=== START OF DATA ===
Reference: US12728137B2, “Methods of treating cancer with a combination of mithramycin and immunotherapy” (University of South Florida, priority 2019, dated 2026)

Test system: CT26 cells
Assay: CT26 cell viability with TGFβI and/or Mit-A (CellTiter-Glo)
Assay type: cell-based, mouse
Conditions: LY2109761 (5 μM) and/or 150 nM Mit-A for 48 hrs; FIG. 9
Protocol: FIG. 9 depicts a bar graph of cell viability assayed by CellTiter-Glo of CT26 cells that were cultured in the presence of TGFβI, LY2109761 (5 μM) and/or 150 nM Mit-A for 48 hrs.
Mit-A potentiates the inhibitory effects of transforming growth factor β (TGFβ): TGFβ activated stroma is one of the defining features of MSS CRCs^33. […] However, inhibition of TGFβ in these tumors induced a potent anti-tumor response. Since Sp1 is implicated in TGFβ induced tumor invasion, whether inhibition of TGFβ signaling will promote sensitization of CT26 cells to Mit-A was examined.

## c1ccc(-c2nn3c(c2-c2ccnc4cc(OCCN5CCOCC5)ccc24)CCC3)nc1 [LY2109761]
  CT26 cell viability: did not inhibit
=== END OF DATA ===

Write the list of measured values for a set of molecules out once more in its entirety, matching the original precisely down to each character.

Reference: US12728137B2, “Methods of treating cancer with a combination of mithramycin and immunotherapy” (University of South Florida, priority 2019, dated 2026)

Test system: CT26 cells
Assay: CT26 cell viability with TGFβI and/or Mit-A (CellTiter-Glo)
Assay type: cell-based, mouse
Conditions: LY2109761 (5 μM) and/or 150 nM Mit-A for 48 hrs; FIG. 9
Protocol: FIG. 9 depicts a bar graph of cell viability assayed by CellTiter-Glo of CT26 cells that were cultured in the presence of TGFβI, LY2109761 (5 μM) and/or 150 nM Mit-A for 48 hrs.
Mit-A potentiates the inhibitory effects of transforming growth factor β (TGFβ): TGFβ activated stroma is one of the defining features of MSS CRCs^33. […] However, inhibition of TGFβ in these tumors induced a potent anti-tumor response. Since Sp1 is implicated in TGFβ induced tumor invasion, whether inhibition of TGFβ signaling will promote sensitization of CT26 cells to Mit-A was examined.

## c1ccc(-c2nn3c(c2-c2ccnc4cc(OCCN5CCOCC5)ccc24)CCC3)nc1 [LY2109761]
  CT26 cell viability: did not inhibit